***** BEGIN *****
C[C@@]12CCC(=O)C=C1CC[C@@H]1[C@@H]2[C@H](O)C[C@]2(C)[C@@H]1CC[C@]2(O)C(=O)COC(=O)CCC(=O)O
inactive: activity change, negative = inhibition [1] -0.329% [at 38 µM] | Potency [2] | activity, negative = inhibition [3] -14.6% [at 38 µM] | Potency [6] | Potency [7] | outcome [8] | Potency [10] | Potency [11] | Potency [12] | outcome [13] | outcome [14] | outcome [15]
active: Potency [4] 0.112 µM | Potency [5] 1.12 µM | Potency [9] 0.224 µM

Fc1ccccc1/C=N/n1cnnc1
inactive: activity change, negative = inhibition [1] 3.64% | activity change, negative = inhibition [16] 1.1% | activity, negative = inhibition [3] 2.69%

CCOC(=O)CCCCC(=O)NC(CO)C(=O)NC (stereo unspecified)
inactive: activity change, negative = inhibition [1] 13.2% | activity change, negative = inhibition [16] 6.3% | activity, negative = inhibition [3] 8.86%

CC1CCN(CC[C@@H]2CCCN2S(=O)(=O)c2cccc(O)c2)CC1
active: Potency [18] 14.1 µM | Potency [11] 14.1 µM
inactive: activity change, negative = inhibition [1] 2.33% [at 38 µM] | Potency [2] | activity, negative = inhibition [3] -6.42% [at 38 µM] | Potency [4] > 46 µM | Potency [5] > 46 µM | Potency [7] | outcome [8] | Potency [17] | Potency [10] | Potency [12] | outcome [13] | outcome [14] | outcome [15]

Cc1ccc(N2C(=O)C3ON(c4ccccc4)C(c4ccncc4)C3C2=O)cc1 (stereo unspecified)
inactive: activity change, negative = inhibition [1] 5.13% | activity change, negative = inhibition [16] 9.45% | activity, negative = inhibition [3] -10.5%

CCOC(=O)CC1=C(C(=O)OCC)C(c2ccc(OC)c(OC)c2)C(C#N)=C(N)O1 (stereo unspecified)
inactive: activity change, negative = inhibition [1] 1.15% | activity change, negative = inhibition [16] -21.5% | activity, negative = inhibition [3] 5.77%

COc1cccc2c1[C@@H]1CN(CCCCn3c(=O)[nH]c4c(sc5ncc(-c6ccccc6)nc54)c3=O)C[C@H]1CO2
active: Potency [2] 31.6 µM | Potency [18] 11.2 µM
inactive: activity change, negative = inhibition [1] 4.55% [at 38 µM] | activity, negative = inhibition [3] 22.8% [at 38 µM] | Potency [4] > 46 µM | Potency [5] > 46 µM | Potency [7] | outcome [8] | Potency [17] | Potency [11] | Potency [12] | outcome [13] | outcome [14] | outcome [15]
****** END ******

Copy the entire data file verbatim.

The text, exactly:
C[C@@]12CCC(=O)C=C1CC[C@@H]1[C@@H]2[C@H](O)C[C@]2(C)[C@@H]1CC[C@]2(O)C(=O)COC(=O)CCC(=O)O
inactive: activity change, negative = inhibition [1] -0.329% [at 38 µM] | Potency [2] | activity, negative = inhibition [3] -14.6% [at 38 µM] | Potency [6] | Potency [7] | outcome [8] | Potency [10] | Potency [11] | Potency [12] | outcome [13] | outcome [14] | outcome [15]
active: Potency [4] 0.112 µM | Potency [5] 1.12 µM | Potency [9] 0.224 µM

Fc1ccccc1/C=N/n1cnnc1
inactive: activity change, negative = inhibition [1] 3.64% | activity change, negative = inhibition [16] 1.1% | activity, negative = inhibition [3] 2.69%

CCOC(=O)CCCCC(=O)NC(CO)C(=O)NC (stereo unspecified)
inactive: activity change, negative = inhibition [1] 13.2% | activity change, negative = inhibition [16] 6.3% | activity, negative = inhibition [3] 8.86%

CC1CCN(CC[C@@H]2CCCN2S(=O)(=O)c2cccc(O)c2)CC1
active: Potency [18] 14.1 µM | Potency [11] 14.1 µM
inactive: activity change, negative = inhibition [1] 2.33% [at 38 µM] | Potency [2] | activity, negative = inhibition [3] -6.42% [at 38 µM] | Potency [4] > 46 µM | Potency [5] > 46 µM | Potency [7] | outcome [8] | Potency [17] | Potency [10] | Potency [12] | outcome [13] | outcome [14] | outcome [15]

Cc1ccc(N2C(=O)C3ON(c4ccccc4)C(c4ccncc4)C3C2=O)cc1 (stereo unspecified)
inactive: activity change, negative = inhibition [1] 5.13% | activity change, negative = inhibition [16] 9.45% | activity, negative = inhibition [3] -10.5%

CCOC(=O)CC1=C(C(=O)OCC)C(c2ccc(OC)c(OC)c2)C(C#N)=C(N)O1 (stereo unspecified)
inactive: activity change, negative = inhibition [1] 1.15% | activity change, negative = inhibition [16] -21.5% | activity, negative = inhibition [3] 5.77%

COc1cccc2c1[C@@H]1CN(CCCCn3c(=O)[nH]c4c(sc5ncc(-c6ccccc6)nc54)c3=O)C[C@H]1CO2
active: Potency [2] 31.6 µM | Potency [18] 11.2 µM
inactive: activity change, negative = inhibition [1] 4.55% [at 38 µM] | activity, negative = inhibition [3] 22.8% [at 38 µM] | Potency [4] > 46 µM | Potency [5] > 46 µM | Potency [7] | outcome [8] | Potency [17] | Potency [11] | Potency [12] | outcome [13] | outcome [14] | outcome [15]